Set against a difficult geopolitical backdrop, COP27 convened over 45,000 participants, including government representatives, corporate officers, observers and (some) civil society in the Egyptian resort town of Sharm el-Sheikh. The conference resulted in negotiators delivering the “Sharm el-Sheikh Implementation Plan” – a package achieving more on the impacts of climate change than on the causes.
What was achieved?
Loss and damage: countries at COP27 reached an agreement on establishing a funding mechanism to compensate vulnerable nations for ‘loss and damage’ from climate-induced disasters. Governments took the ground-breaking decision to establish a dedicated fund and new funding arrangements to assist developing countries in responding to loss and damage from climate impact. 2023 will be key, as countries – led by a transitional committee – work out how to operationalise this commitment and set up a financial support structure for the most vulnerable by COP28. Although a landmark outcome at COP27, key details of the loss and damage fund are yet to be resolved.
Adaptation: COP27 achieved some progress on adaptation, as governments agreed on how to move forward on the Global Goal on Adaptation. In addition, new pledges (totalling more than USD 230 million) were made to the Adaptation Fund at COP27. These pledges aim to improve resilience amongst the most vulnerable communities by advancing adaptation solutions. Negotiators also agreed to produce a report for COP28 on progress towards doubling adaptation finance by 2025.
What wasn’t achieved?
Mitigation: While some agreement on mitigation, such as the mitigation work programme, was a welcome step in the right direction, there was little progress on mitigation efforts overall. Unfortunately, there weren’t significant steps made on reducing dependence on fossil fuels or reducing emissions. The world’s major emitters didn’t make new commitments on climate mitigation, and the final text ignored growing calls for the phaseout of fossil fuels. As noted in Alok Sharma’s closing speech,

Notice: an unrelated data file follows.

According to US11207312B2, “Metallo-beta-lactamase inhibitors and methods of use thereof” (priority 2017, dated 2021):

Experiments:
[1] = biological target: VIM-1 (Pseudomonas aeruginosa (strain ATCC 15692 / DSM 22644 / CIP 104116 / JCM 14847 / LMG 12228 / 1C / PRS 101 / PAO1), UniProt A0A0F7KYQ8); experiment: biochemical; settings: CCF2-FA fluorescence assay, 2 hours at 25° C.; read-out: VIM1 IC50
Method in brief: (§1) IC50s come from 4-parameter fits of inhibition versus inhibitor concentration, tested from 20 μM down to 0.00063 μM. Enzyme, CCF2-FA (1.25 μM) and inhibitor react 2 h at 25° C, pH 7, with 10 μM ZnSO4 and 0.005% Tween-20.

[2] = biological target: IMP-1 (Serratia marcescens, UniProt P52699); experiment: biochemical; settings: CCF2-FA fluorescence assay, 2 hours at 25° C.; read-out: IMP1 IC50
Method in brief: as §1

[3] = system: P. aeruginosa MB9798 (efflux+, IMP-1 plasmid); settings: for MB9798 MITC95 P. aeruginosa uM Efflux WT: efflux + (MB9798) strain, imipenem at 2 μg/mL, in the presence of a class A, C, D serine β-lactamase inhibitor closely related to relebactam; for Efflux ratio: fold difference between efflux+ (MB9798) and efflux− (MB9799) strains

“Emissions peaking before 2025, as the science tells us is necessary – not in this [Sharm el-Sheikh Implementation Plan] text.”
“Clear follow-through on the phase down on coal – not in this text.”
“A clear commitment to phase out all fossil fuels – not in this text.”
Of particular concern is the new language including “low emissions energy” alongside renewables as the energy sources of the future, which is a potential loophole. The undefined term could be used to justify new fossil fuel development against the clear guidance of the IPCC and the IEA. With few steps made to close the significant emissions gap (addressed in my previous blog), the quote by UN chief Antonio Guterres is particularly pertinent: “we need to drastically reduce emissions now – and this is an issue this COP did not address.”
The role of finance
Whilst COP27 may have thrown up some uncertainties and disappointments on mitigation progress, it was also made abundantly clear that investors have a major role to play in addressing the climate crisis. For the first time in history, the official COP agreement text called for the need for the financial system to reform, support and enable global climate goals.
Looking closely at the actual wording of the Implementation Plan, the finance section highlights that “about USD 4 trillion per year needs to be invested in renewable energy until 2030 to be able to reach net-zero emissions by 2050, and that, furthermore, a global transformation to a low-carbon economy is expected to require an investment of at least USD 4–6 trillion per year.” It also highlights that “delivering such funding will require a transformation of the financial system and its structures and processes, engaging governments, central banks, commercial banks, institutional investors and other financial actors.”
Undoubtedly this puts financial actors’ net-zero commitments into sharper focus as the clamp-down on greenwashing continues.
While successful steps were taken on loss and damage, and to some extent on adaptation, COP27 fell short on mitigating climate change with no progress on fossil fuel phaseout. After the conference, 1.5°C is still seen as achievable, but the chances of success are narrowing – the 1.5°C goal is now on life. COP27 may be over, but the fight for a decarbonised world definitely isn’t.
In his closing message, Mr. Guterres highlighted that COP27 ended with “much homework” still to be done and little time to do it. As time ticks by, it’s now more urgent than ever to rapidly accelerate fossil fuel phaseout and scale up renewables – we’re already halfway between the 2015 Paris Agreement and the 2030 deadline to halve emissions globally.
Held in the United Arab Emirates in 2023, COP28 will see the First Global Stocktake, where countries will take stock of their implementation of the Paris Agreement.